If it’s Wednesday, this must be Tulsa. A down day after around 700 miles (1150km) on Route 66. Not a huge distance for anyone living in South Africa, Australia, or the US and used to driving long distances, but quite a challenge on the single lane, less well maintained 66, where every few minutes there is something to stop, look at and photograph.
So much so that the 200-odd mile (appx. 350km) daily itinerary is proving to be quite a lot more taxing than I’d initially imagined. What I’d envisaged as a gentle 4+ hour daily drive is proving to be much more a six or seven hour journey, punctuated with sights, meal and coffee stops and the inevitable comfort breaks.
And, it’s been brilliant, we’ve loved every inch of it. Except getting lost in some pretty bad spots in St Louis. That wasn’t fun. To be fair, EZ66 does warn of how difficult it can be to negotiate the roads around the city, but we had no clue and are much wiser now.
And, a few words from my navigator: We’re on our way along Route 66: yesterday Springfield, Illinois, today Cuba Missouri. Although it’s lovely and we’ve passed through dozens of pretty little villages, many are not much more than living museums. I’m all in favour of progress and I realise that the Interstate has given far more than it’s taken away, but it’s still sad to see these towns and villages marginalised, and relying only on memories (apparently).
You can relax as I won’t be detailing every nook and cranny along the way. Too many people have done it already, infinitely better than I ever could. I also don’t expect you to wade through a succession of we did this, then we did thats.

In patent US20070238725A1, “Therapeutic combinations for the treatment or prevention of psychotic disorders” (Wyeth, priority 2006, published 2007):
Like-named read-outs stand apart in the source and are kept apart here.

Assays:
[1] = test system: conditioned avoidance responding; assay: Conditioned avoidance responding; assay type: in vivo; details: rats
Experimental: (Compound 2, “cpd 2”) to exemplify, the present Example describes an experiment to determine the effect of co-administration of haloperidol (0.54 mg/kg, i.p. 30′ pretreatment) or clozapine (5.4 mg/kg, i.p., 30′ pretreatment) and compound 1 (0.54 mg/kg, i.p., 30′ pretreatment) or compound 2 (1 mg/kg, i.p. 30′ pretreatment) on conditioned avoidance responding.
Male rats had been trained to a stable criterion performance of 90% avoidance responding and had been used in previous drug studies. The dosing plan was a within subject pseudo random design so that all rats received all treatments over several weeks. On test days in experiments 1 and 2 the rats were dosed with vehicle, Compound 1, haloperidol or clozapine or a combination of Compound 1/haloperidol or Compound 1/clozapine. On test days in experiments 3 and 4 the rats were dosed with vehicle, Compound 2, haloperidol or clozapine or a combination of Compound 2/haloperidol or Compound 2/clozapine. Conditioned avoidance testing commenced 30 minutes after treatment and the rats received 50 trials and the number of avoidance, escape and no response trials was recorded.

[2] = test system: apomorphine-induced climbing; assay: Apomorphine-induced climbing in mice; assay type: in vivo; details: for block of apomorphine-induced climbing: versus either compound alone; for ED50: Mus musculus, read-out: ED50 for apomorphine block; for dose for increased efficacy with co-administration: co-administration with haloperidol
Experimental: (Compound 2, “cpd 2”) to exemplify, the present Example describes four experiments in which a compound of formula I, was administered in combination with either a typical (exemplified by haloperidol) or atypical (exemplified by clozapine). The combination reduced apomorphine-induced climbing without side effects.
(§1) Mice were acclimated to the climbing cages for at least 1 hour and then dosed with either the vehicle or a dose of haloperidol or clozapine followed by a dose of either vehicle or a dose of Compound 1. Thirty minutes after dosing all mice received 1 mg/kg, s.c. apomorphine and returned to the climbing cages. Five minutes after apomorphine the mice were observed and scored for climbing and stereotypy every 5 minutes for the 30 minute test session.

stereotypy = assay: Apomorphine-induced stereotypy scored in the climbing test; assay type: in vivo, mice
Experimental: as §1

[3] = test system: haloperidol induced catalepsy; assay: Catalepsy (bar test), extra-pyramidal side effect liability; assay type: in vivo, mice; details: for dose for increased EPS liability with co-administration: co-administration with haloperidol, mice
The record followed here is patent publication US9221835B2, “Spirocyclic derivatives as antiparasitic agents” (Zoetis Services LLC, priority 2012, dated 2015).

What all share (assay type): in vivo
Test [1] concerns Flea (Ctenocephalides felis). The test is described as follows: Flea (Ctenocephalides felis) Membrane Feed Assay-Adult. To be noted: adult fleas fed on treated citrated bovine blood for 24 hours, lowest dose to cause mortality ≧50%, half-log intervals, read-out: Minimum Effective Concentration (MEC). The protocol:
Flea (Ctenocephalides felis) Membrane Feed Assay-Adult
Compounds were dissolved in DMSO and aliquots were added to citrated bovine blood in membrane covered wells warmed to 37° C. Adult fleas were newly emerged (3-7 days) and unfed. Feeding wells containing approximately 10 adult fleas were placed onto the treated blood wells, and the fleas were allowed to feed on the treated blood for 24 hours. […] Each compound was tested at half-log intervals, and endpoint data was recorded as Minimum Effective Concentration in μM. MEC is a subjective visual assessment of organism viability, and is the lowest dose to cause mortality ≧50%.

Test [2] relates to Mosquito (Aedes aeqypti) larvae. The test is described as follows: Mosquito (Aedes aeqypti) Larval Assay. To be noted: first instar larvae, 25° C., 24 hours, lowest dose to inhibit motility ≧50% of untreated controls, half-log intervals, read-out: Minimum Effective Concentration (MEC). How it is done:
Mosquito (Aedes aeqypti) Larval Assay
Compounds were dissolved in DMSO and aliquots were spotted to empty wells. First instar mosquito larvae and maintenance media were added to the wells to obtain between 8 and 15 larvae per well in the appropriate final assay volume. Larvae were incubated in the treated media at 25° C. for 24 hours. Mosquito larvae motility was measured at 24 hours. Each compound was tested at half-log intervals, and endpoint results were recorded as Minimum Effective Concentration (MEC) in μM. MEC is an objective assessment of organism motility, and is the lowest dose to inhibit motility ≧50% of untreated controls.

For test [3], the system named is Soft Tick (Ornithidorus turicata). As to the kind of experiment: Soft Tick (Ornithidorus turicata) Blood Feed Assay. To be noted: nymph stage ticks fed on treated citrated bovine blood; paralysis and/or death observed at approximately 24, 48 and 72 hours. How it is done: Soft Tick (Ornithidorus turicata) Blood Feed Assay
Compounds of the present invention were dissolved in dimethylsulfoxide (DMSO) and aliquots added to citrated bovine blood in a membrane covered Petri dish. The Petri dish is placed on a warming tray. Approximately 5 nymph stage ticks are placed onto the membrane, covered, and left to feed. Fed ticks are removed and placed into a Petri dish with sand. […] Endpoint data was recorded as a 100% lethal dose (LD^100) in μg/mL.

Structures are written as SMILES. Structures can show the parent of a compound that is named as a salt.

I will share some Route 66 observations though, those thoughts that pop up as the miles roll by.
First up; don’t imagine you can arrive from outside the US and expect your driving experience and common sense will help you to make sense of the road numbering, signs and driving habits.
Next; make sure you have a good guide book (Jerry McClanahan’s EZ66 is fantastic) and a satnav and if possible a map as well. EZ66 is incredibly granular and has taken us to many spots we might otherwise have missed. It’s also taken us onto some odd stretches of tarmac, most a few hundred metres long, left to deteriorate after a new Interstate is in use, bypassing these tiny strips of tarmac.
You’ll also need the satnav when (to quote my fab navigator) the guide goes “off piste”, leading us into a strange dead end, or simply fails to provide guidance in the middle of nowhere. The excellent Route 66 signage is everywhere and helps enormously, but when the guide book goes temporarily AWOL, the certainty of heading in the right direction is a great confidence restorer.
Make sure you have something to listen to. American FM radio is pretty good if you can find a station that delivers music, or talk you enjoy. We do that, but prefer an iPhone which is already in the car for its satnav capabilities, loaded with good content. We’re both fans of BBC Radio 6 Radcliffe and Maconie show – a three hour double hander, with news, chat and a seriously good selection of music. I download these shows from the BBC – they’re ideal for this kind of travel. Bored with the BBC? There is also a large library of music on my phone which can be set up to random play, giving us hours and hours of additional aural content.
Electrical adaptors are your friend. We have two small adaptors (flat twin pins for the US to round two pin Euro-style), but with a computer, iPhones, an iPad, camera batteries and a Kindle to charge, we could really use a third, but have failed to find one yet. We’ll keep looking.
More insights(?) next time.